Making the saves

The Baltimore Sun

When he was 3, St. Paul's goalie Tyler Kapp talked his father, Tom, into buying him an action figure of Colorado Avalanche Hall of Fame goaltender Patrick Roy. Kapp learned to skate and was in goal the next year. On Friday, Kapp, who has a 3.2 grade point average, led the Crusaders (16-1-1) to the Maryland Interscholastic Athletic Association B Conference championship with a 9-2 win over St. Mary's. In his second season on varsity, he finished 14-1-1 with a .940 save percentage, allowing 1.5 goals per game.

How is the goalie position so unique?

It's a lot different from other positions in sports. Basically, goaltending in about any sport is all about quickness. It's not about great speed or endurance and it's also not about being really built or anything. It's all about quickness, reacting to the puck, reading the play and knowing where it is going to go. What do you enjoy most about playing in goal?

The best part is making a great save and then watching the player's reaction. Usually you can give a little wink to him. What was your best moment from hockey?

I wasn't on the ice when I actually achieved it, but it was an ice hockey accomplishment. And that was making the [USA Junior National Camp in Minnesota last summer] - that's probably my biggest achievement. I remember we were watching the computer, scrolling down to see if the names were posted and we saw my name and I just jumped up and screamed. I remember running to the living room and falling on my face. I was just real excited. What was that experience like?

When I first went, I was asking all the other players: "Are these the best kids in the country?" and "Is this the top level of hockey in the country?" The answer was yes. If I can make it back this year, I will try out for the U.S. World Juniors, which is like the Junior Olympics. What is your training regimen like?

I usually do about two to three hours of training every night - homework squeezes its way in there, too. We have synthetic ice in the basement. It's not actual ice, but it's plastic with a special coating you can skate on. I do a bunch of movement drills and we also have a tennis ball machine that shoots at about 80 or 90 miles per hour, so you get some pretty quality shots coming in. What is it about Patrick Roy?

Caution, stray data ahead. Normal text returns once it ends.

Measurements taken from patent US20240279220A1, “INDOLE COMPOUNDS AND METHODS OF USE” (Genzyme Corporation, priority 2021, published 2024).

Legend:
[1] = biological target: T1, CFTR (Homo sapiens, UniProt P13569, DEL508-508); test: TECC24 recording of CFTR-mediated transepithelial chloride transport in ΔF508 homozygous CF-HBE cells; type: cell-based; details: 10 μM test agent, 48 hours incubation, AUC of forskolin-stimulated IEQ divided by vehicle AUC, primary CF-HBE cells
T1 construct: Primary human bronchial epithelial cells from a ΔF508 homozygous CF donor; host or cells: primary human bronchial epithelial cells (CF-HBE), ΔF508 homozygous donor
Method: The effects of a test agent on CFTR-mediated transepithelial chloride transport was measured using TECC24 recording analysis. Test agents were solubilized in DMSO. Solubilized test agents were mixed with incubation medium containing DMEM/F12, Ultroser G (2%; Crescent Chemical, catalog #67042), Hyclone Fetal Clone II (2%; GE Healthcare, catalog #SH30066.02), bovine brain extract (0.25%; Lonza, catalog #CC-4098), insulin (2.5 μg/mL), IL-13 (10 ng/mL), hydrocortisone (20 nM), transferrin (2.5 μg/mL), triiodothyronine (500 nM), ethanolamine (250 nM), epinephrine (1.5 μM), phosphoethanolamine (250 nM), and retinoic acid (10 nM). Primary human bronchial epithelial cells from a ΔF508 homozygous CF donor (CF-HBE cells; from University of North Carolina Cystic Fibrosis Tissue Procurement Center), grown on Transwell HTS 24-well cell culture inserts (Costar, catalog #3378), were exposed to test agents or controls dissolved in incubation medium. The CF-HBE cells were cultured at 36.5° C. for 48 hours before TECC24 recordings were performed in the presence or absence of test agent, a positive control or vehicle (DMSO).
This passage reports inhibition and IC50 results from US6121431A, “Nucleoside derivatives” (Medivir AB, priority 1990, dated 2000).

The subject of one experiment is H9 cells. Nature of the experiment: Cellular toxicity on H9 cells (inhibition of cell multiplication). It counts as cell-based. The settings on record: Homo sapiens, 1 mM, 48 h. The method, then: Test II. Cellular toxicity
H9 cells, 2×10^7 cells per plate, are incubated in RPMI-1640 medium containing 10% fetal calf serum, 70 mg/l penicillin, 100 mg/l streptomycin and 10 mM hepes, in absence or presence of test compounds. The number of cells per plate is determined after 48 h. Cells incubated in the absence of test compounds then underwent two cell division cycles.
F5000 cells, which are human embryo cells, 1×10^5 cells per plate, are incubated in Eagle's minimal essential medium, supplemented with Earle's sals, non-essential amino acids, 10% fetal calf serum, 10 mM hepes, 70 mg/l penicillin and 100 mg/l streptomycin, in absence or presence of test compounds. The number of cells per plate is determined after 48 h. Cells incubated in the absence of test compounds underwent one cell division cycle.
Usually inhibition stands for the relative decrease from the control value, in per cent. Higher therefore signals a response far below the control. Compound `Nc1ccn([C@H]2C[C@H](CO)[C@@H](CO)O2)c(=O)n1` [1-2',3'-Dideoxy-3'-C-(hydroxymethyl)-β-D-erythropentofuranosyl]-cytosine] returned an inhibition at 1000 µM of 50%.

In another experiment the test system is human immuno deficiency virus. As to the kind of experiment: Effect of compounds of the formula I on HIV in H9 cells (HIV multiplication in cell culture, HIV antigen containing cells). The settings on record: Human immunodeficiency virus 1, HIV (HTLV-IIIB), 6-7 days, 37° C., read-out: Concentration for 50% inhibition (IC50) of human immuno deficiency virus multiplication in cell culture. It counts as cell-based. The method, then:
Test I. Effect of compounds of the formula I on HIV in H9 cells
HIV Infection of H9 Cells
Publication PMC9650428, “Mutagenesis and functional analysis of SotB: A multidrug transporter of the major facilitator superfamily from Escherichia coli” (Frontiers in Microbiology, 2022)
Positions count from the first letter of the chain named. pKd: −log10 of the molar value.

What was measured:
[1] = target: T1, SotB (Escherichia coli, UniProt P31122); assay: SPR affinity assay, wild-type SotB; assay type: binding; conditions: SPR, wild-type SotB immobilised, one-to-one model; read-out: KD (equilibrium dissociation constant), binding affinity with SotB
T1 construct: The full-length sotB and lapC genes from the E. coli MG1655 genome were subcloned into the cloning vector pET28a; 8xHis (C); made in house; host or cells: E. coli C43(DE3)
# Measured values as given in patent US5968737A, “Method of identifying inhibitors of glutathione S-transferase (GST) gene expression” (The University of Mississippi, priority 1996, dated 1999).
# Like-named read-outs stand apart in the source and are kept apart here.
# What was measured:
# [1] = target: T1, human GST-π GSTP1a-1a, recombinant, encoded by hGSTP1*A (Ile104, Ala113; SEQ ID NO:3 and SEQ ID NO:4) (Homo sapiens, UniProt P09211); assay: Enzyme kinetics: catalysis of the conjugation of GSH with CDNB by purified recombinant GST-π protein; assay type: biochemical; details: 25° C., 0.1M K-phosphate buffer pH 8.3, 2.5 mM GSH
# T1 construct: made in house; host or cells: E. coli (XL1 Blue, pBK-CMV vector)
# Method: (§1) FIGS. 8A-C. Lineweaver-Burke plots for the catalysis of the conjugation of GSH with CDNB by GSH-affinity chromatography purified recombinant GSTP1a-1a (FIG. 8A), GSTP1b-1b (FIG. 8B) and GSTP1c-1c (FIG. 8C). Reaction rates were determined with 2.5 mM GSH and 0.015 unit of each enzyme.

He was something special to watch. With the Avalanche goalies now, not to demean them, but I don't have the same confidence that the puck is just not going to go in the net. With Roy I always had that feeling, you could just tell by the way he played, he was always confident in that he knew he was the best. He just exuded confidence. What was it like meeting Roy?

It came in Dallas after a 3-2 loss. [Former Avalanche coach] Bob Hartley has a camp in York, Pa., and I got to know him real well. He invited us to a bunch of Avalanche games and tried to get us down in the locker room to meet Patrick ... I had practiced for months exactly what I was going to say to him. So we finally get a chance and I don't say anything to him. I'm just in awe in amazement, so I actually said nothing to him. I just froze. Where do you see yourself in 10 years?

Hopefully playing professionally in the NHL, making a living doing that. What are things you have to do to make that a possibility?

You just got to keep plugging away, keep doing the training, keep going to the ice hockey camps. ... I just try to improve every day. This year, I'm way better than I was last year and last year I was way better than the year before that.

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